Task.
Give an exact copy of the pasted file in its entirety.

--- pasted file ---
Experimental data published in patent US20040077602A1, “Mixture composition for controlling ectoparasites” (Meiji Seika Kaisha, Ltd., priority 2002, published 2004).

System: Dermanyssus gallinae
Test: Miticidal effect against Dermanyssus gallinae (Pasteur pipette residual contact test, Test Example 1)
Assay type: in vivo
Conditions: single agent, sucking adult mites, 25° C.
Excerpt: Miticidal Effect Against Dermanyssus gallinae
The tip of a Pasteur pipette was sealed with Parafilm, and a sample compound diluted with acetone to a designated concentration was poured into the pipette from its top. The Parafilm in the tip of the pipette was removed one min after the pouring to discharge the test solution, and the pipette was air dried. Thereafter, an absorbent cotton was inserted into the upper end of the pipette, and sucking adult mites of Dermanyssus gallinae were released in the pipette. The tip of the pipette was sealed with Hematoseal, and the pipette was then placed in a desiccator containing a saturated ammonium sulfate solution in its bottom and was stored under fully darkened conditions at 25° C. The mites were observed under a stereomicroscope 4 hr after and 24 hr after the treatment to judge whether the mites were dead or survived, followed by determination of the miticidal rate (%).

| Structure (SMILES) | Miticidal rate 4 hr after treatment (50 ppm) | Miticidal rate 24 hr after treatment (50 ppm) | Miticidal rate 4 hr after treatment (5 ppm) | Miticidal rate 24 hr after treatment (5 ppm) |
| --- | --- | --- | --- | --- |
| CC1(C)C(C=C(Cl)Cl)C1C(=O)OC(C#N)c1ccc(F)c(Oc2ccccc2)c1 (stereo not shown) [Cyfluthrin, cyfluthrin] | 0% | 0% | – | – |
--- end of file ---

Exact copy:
Experimental data published in patent US20040077602A1, “Mixture composition for controlling ectoparasites” (Meiji Seika Kaisha, Ltd., priority 2002, published 2004).

System: Dermanyssus gallinae
Test: Miticidal effect against Dermanyssus gallinae (Pasteur pipette residual contact test, Test Example 1)
Assay type: in vivo
Conditions: single agent, sucking adult mites, 25° C.
Excerpt: Miticidal Effect Against Dermanyssus gallinae
The tip of a Pasteur pipette was sealed with Parafilm, and a sample compound diluted with acetone to a designated concentration was poured into the pipette from its top. The Parafilm in the tip of the pipette was removed one min after the pouring to discharge the test solution, and the pipette was air dried. Thereafter, an absorbent cotton was inserted into the upper end of the pipette, and sucking adult mites of Dermanyssus gallinae were released in the pipette. The tip of the pipette was sealed with Hematoseal, and the pipette was then placed in a desiccator containing a saturated ammonium sulfate solution in its bottom and was stored under fully darkened conditions at 25° C. The mites were observed under a stereomicroscope 4 hr after and 24 hr after the treatment to judge whether the mites were dead or survived, followed by determination of the miticidal rate (%).

| Structure (SMILES) | Miticidal rate 4 hr after treatment (50 ppm) | Miticidal rate 24 hr after treatment (50 ppm) | Miticidal rate 4 hr after treatment (5 ppm) | Miticidal rate 24 hr after treatment (5 ppm) |
| --- | --- | --- | --- | --- |
| CC1(C)C(C=C(Cl)Cl)C1C(=O)OC(C#N)c1ccc(F)c(Oc2ccccc2)c1 (stereo not shown) [Cyfluthrin, cyfluthrin] | 0% | 0% | – | – |